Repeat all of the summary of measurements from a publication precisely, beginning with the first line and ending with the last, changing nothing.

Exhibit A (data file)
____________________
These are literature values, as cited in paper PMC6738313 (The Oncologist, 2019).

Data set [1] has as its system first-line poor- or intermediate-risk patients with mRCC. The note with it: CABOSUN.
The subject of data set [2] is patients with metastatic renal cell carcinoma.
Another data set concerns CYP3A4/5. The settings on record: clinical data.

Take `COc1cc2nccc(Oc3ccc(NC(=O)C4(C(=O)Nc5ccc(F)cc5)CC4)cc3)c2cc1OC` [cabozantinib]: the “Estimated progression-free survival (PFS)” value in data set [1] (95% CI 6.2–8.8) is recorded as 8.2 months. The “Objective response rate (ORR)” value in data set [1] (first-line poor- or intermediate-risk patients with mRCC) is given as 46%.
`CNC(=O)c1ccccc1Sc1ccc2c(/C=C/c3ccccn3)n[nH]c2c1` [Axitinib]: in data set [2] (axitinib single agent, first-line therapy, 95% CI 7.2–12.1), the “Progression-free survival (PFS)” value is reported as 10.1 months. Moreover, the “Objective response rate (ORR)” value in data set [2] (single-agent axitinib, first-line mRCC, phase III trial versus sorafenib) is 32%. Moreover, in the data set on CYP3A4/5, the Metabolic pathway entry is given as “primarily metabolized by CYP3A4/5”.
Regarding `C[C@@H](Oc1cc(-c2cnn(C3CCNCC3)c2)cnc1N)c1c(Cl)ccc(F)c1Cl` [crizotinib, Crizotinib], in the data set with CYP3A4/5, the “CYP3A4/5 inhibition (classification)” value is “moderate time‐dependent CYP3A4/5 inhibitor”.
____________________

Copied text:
These are literature values, as cited in paper PMC6738313 (The Oncologist, 2019).

Data set [1] has as its system first-line poor- or intermediate-risk patients with mRCC. The note with it: CABOSUN.
The subject of data set [2] is patients with metastatic renal cell carcinoma.
Another data set concerns CYP3A4/5. The settings on record: clinical data.

Take `COc1cc2nccc(Oc3ccc(NC(=O)C4(C(=O)Nc5ccc(F)cc5)CC4)cc3)c2cc1OC` [cabozantinib]: the “Estimated progression-free survival (PFS)” value in data set [1] (95% CI 6.2–8.8) is recorded as 8.2 months. The “Objective response rate (ORR)” value in data set [1] (first-line poor- or intermediate-risk patients with mRCC) is given as 46%.
`CNC(=O)c1ccccc1Sc1ccc2c(/C=C/c3ccccn3)n[nH]c2c1` [Axitinib]: in data set [2] (axitinib single agent, first-line therapy, 95% CI 7.2–12.1), the “Progression-free survival (PFS)” value is reported as 10.1 months. Moreover, the “Objective response rate (ORR)” value in data set [2] (single-agent axitinib, first-line mRCC, phase III trial versus sorafenib) is 32%. Moreover, in the data set on CYP3A4/5, the Metabolic pathway entry is given as “primarily metabolized by CYP3A4/5”.
Regarding `C[C@@H](Oc1cc(-c2cnn(C3CCNCC3)c2)cnc1N)c1c(Cl)ccc(F)c1Cl` [crizotinib, Crizotinib], in the data set with CYP3A4/5, the “CYP3A4/5 inhibition (classification)” value is “moderate time‐dependent CYP3A4/5 inhibitor”.